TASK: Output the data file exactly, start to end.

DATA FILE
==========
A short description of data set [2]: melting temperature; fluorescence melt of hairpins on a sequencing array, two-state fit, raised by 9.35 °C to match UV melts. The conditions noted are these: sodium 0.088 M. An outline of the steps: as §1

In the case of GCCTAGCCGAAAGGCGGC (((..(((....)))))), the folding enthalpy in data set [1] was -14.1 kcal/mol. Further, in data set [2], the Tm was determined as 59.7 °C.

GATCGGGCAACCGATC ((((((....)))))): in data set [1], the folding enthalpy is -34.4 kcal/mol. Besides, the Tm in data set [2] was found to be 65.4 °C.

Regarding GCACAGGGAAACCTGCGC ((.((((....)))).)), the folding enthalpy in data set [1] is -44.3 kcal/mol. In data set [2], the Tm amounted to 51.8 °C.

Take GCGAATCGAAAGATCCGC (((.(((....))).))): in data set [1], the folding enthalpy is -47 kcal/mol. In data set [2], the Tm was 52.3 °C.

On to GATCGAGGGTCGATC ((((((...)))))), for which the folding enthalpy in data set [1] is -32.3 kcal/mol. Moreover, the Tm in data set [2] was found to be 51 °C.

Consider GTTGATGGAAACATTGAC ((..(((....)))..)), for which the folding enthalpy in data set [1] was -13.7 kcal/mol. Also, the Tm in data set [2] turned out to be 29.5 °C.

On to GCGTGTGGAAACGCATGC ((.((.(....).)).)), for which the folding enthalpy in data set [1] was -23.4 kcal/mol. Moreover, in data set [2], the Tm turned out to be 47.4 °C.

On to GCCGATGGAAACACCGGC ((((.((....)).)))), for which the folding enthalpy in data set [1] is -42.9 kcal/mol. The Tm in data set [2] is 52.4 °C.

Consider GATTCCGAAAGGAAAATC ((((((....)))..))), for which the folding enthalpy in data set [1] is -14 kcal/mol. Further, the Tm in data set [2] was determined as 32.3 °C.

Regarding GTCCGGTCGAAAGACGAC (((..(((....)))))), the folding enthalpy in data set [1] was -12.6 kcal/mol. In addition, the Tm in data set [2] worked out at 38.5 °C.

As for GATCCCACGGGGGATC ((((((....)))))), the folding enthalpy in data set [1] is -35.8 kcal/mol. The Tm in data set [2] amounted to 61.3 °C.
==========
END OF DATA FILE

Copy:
A short description of data set [2]: melting temperature; fluorescence melt of hairpins on a sequencing array, two-state fit, raised by 9.35 °C to match UV melts. The conditions noted are these: sodium 0.088 M. An outline of the steps: as §1

In the case of GCCTAGCCGAAAGGCGGC (((..(((....)))))), the folding enthalpy in data set [1] was -14.1 kcal/mol. Further, in data set [2], the Tm was determined as 59.7 °C.

GATCGGGCAACCGATC ((((((....)))))): in data set [1], the folding enthalpy is -34.4 kcal/mol. Besides, the Tm in data set [2] was found to be 65.4 °C.

Regarding GCACAGGGAAACCTGCGC ((.((((....)))).)), the folding enthalpy in data set [1] is -44.3 kcal/mol. In data set [2], the Tm amounted to 51.8 °C.

Take GCGAATCGAAAGATCCGC (((.(((....))).))): in data set [1], the folding enthalpy is -47 kcal/mol. In data set [2], the Tm was 52.3 °C.

On to GATCGAGGGTCGATC ((((((...)))))), for which the folding enthalpy in data set [1] is -32.3 kcal/mol. Moreover, the Tm in data set [2] was found to be 51 °C.

Consider GTTGATGGAAACATTGAC ((..(((....)))..)), for which the folding enthalpy in data set [1] was -13.7 kcal/mol. Also, the Tm in data set [2] turned out to be 29.5 °C.

On to GCGTGTGGAAACGCATGC ((.((.(....).)).)), for which the folding enthalpy in data set [1] was -23.4 kcal/mol. Moreover, in data set [2], the Tm turned out to be 47.4 °C.

On to GCCGATGGAAACACCGGC ((((.((....)).)))), for which the folding enthalpy in data set [1] is -42.9 kcal/mol. The Tm in data set [2] is 52.4 °C.

Consider GATTCCGAAAGGAAAATC ((((((....)))..))), for which the folding enthalpy in data set [1] is -14 kcal/mol. Further, the Tm in data set [2] was determined as 32.3 °C.

Regarding GTCCGGTCGAAAGACGAC (((..(((....)))))), the folding enthalpy in data set [1] was -12.6 kcal/mol. In addition, the Tm in data set [2] worked out at 38.5 °C.

As for GATCCCACGGGGGATC ((((((....)))))), the folding enthalpy in data set [1] is -35.8 kcal/mol. The Tm in data set [2] amounted to 61.3 °C.